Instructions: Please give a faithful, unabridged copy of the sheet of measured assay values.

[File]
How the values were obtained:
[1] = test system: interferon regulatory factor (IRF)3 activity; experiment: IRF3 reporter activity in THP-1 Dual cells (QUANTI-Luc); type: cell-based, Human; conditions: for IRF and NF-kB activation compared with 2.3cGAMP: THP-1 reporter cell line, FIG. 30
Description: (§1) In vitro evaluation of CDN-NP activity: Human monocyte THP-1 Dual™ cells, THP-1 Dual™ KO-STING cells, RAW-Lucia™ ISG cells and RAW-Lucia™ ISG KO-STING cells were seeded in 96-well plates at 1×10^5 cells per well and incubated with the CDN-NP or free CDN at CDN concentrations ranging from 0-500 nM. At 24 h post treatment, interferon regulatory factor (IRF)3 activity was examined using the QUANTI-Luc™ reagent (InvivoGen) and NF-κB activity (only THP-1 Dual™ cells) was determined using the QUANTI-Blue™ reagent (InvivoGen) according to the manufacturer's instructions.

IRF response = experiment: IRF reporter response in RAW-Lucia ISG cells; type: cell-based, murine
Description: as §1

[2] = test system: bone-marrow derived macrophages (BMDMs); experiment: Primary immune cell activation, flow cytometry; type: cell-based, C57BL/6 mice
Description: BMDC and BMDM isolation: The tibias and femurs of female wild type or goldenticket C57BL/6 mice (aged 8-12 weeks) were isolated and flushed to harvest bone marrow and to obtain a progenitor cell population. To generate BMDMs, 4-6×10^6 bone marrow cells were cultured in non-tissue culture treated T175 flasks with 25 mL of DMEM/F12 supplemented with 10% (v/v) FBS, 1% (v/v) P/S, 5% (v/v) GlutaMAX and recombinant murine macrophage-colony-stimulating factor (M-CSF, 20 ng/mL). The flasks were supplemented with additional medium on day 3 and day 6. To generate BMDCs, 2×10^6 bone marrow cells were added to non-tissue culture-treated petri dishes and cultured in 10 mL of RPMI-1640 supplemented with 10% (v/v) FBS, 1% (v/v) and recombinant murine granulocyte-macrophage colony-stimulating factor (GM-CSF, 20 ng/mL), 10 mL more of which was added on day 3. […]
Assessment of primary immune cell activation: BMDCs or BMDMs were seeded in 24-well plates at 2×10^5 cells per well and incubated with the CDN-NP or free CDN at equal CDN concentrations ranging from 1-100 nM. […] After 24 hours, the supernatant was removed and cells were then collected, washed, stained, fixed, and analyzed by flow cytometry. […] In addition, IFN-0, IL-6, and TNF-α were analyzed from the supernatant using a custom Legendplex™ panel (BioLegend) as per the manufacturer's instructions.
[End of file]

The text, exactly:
How the values were obtained:
[1] = test system: interferon regulatory factor (IRF)3 activity; experiment: IRF3 reporter activity in THP-1 Dual cells (QUANTI-Luc); type: cell-based, Human; conditions: for IRF and NF-kB activation compared with 2.3cGAMP: THP-1 reporter cell line, FIG. 30
Description: (§1) In vitro evaluation of CDN-NP activity: Human monocyte THP-1 Dual™ cells, THP-1 Dual™ KO-STING cells, RAW-Lucia™ ISG cells and RAW-Lucia™ ISG KO-STING cells were seeded in 96-well plates at 1×10^5 cells per well and incubated with the CDN-NP or free CDN at CDN concentrations ranging from 0-500 nM. At 24 h post treatment, interferon regulatory factor (IRF)3 activity was examined using the QUANTI-Luc™ reagent (InvivoGen) and NF-κB activity (only THP-1 Dual™ cells) was determined using the QUANTI-Blue™ reagent (InvivoGen) according to the manufacturer's instructions.

IRF response = experiment: IRF reporter response in RAW-Lucia ISG cells; type: cell-based, murine
Description: as §1

[2] = test system: bone-marrow derived macrophages (BMDMs); experiment: Primary immune cell activation, flow cytometry; type: cell-based, C57BL/6 mice
Description: BMDC and BMDM isolation: The tibias and femurs of female wild type or goldenticket C57BL/6 mice (aged 8-12 weeks) were isolated and flushed to harvest bone marrow and to obtain a progenitor cell population. To generate BMDMs, 4-6×10^6 bone marrow cells were cultured in non-tissue culture treated T175 flasks with 25 mL of DMEM/F12 supplemented with 10% (v/v) FBS, 1% (v/v) P/S, 5% (v/v) GlutaMAX and recombinant murine macrophage-colony-stimulating factor (M-CSF, 20 ng/mL). The flasks were supplemented with additional medium on day 3 and day 6. To generate BMDCs, 2×10^6 bone marrow cells were added to non-tissue culture-treated petri dishes and cultured in 10 mL of RPMI-1640 supplemented with 10% (v/v) FBS, 1% (v/v) and recombinant murine granulocyte-macrophage colony-stimulating factor (GM-CSF, 20 ng/mL), 10 mL more of which was added on day 3. […]
Assessment of primary immune cell activation: BMDCs or BMDMs were seeded in 24-well plates at 2×10^5 cells per well and incubated with the CDN-NP or free CDN at equal CDN concentrations ranging from 1-100 nM. […] After 24 hours, the supernatant was removed and cells were then collected, washed, stained, fixed, and analyzed by flow cytometry. […] In addition, IFN-0, IL-6, and TNF-α were analyzed from the supernatant using a custom Legendplex™ panel (BioLegend) as per the manufacturer's instructions.